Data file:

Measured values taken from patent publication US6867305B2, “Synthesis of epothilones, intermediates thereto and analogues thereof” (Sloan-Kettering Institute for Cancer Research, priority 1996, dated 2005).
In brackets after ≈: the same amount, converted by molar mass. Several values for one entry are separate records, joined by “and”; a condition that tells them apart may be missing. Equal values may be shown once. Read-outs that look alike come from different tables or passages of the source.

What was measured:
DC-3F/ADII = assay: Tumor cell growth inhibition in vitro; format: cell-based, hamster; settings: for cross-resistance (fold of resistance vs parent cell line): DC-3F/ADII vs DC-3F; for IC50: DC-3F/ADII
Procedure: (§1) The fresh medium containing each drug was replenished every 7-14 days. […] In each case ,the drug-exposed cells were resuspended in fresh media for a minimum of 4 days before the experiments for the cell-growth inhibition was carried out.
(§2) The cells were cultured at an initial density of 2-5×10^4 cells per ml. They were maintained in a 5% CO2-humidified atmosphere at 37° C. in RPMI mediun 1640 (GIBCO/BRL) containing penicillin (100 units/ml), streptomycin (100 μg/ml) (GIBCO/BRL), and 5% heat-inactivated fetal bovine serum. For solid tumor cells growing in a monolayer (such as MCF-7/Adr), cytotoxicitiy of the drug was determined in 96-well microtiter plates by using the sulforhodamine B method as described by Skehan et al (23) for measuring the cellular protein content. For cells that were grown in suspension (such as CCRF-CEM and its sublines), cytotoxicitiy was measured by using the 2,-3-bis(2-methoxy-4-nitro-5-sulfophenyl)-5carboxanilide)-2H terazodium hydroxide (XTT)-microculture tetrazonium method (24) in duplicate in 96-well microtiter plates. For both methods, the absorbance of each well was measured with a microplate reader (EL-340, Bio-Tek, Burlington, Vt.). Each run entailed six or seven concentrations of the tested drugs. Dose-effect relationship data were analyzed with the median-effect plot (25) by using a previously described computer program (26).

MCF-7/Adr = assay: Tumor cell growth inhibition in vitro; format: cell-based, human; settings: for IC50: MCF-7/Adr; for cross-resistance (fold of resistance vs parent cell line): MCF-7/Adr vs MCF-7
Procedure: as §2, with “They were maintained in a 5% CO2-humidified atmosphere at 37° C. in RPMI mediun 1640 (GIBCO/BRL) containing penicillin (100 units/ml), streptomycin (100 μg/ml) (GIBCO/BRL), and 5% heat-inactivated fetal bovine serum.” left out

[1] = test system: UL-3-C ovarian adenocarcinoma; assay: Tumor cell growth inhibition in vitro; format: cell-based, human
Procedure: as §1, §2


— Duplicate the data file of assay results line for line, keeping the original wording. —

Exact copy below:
Measured values taken from patent publication US6867305B2, “Synthesis of epothilones, intermediates thereto and analogues thereof” (Sloan-Kettering Institute for Cancer Research, priority 1996, dated 2005).
In brackets after ≈: the same amount, converted by molar mass. Several values for one entry are separate records, joined by “and”; a condition that tells them apart may be missing. Equal values may be shown once. Read-outs that look alike come from different tables or passages of the source.

What was measured:
DC-3F/ADII = assay: Tumor cell growth inhibition in vitro; format: cell-based, hamster; settings: for cross-resistance (fold of resistance vs parent cell line): DC-3F/ADII vs DC-3F; for IC50: DC-3F/ADII
Procedure: (§1) The fresh medium containing each drug was replenished every 7-14 days. […] In each case ,the drug-exposed cells were resuspended in fresh media for a minimum of 4 days before the experiments for the cell-growth inhibition was carried out.
(§2) The cells were cultured at an initial density of 2-5×10^4 cells per ml. They were maintained in a 5% CO2-humidified atmosphere at 37° C. in RPMI mediun 1640 (GIBCO/BRL) containing penicillin (100 units/ml), streptomycin (100 μg/ml) (GIBCO/BRL), and 5% heat-inactivated fetal bovine serum. For solid tumor cells growing in a monolayer (such as MCF-7/Adr), cytotoxicitiy of the drug was determined in 96-well microtiter plates by using the sulforhodamine B method as described by Skehan et al (23) for measuring the cellular protein content. For cells that were grown in suspension (such as CCRF-CEM and its sublines), cytotoxicitiy was measured by using the 2,-3-bis(2-methoxy-4-nitro-5-sulfophenyl)-5carboxanilide)-2H terazodium hydroxide (XTT)-microculture tetrazonium method (24) in duplicate in 96-well microtiter plates. For both methods, the absorbance of each well was measured with a microplate reader (EL-340, Bio-Tek, Burlington, Vt.). Each run entailed six or seven concentrations of the tested drugs. Dose-effect relationship data were analyzed with the median-effect plot (25) by using a previously described computer program (26).

MCF-7/Adr = assay: Tumor cell growth inhibition in vitro; format: cell-based, human; settings: for IC50: MCF-7/Adr; for cross-resistance (fold of resistance vs parent cell line): MCF-7/Adr vs MCF-7
Procedure: as §2, with “They were maintained in a 5% CO2-humidified atmosphere at 37° C. in RPMI mediun 1640 (GIBCO/BRL) containing penicillin (100 units/ml), streptomycin (100 μg/ml) (GIBCO/BRL), and 5% heat-inactivated fetal bovine serum.” left out

[1] = test system: UL-3-C ovarian adenocarcinoma; assay: Tumor cell growth inhibition in vitro; format: cell-based, human
Procedure: as §1, §2